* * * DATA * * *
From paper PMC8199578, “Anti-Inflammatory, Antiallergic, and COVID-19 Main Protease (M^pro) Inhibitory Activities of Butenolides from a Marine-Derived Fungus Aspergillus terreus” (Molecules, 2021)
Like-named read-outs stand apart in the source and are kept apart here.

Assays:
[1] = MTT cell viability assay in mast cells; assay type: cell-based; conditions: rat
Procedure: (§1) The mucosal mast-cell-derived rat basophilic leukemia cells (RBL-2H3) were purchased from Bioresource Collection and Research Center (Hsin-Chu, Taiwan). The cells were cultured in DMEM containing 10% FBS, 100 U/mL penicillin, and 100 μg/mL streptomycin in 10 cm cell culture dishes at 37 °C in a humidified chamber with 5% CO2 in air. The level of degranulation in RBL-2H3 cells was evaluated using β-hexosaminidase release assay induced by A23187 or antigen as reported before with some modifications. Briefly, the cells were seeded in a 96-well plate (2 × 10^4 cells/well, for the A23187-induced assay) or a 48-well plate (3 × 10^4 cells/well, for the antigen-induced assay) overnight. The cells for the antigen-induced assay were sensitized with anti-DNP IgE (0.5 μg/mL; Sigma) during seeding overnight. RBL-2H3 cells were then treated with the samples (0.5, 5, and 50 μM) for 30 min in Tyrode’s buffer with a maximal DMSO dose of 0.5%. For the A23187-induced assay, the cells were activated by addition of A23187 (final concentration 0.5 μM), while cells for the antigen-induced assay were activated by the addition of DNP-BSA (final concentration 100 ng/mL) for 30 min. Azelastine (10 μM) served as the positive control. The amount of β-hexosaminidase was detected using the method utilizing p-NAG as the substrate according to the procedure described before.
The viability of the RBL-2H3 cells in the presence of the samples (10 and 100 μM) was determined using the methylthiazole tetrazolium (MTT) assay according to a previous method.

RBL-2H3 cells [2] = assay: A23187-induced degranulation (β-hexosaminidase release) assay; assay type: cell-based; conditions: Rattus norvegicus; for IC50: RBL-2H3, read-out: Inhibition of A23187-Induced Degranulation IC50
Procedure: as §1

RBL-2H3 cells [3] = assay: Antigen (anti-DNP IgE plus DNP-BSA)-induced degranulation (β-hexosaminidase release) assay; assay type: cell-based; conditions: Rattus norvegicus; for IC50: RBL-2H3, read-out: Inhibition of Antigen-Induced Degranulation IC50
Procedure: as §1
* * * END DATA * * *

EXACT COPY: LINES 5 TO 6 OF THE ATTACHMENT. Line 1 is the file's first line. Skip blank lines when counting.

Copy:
Procedure: (§1) The mucosal mast-cell-derived rat basophilic leukemia cells (RBL-2H3) were purchased from Bioresource Collection and Research Center (Hsin-Chu, Taiwan). The cells were cultured in DMEM containing 10% FBS, 100 U/mL penicillin, and 100 μg/mL streptomycin in 10 cm cell culture dishes at 37 °C in a humidified chamber with 5% CO2 in air. The level of degranulation in RBL-2H3 cells was evaluated using β-hexosaminidase release assay induced by A23187 or antigen as reported before with some modifications. Briefly, the cells were seeded in a 96-well plate (2 × 10^4 cells/well, for the A23187-induced assay) or a 48-well plate (3 × 10^4 cells/well, for the antigen-induced assay) overnight. The cells for the antigen-induced assay were sensitized with anti-DNP IgE (0.5 μg/mL; Sigma) during seeding overnight. RBL-2H3 cells were then treated with the samples (0.5, 5, and 50 μM) for 30 min in Tyrode’s buffer with a maximal DMSO dose of 0.5%. For the A23187-induced assay, the cells were activated by addition of A23187 (final concentration 0.5 μM), while cells for the antigen-induced assay were activated by the addition of DNP-BSA (final concentration 100 ng/mL) for 30 min. Azelastine (10 μM) served as the positive control. The amount of β-hexosaminidase was detected using the method utilizing p-NAG as the substrate according to the procedure described before.
The viability of the RBL-2H3 cells in the presence of the samples (10 and 100 μM) was determined using the methylthiazole tetrazolium (MTT) assay according to a previous method.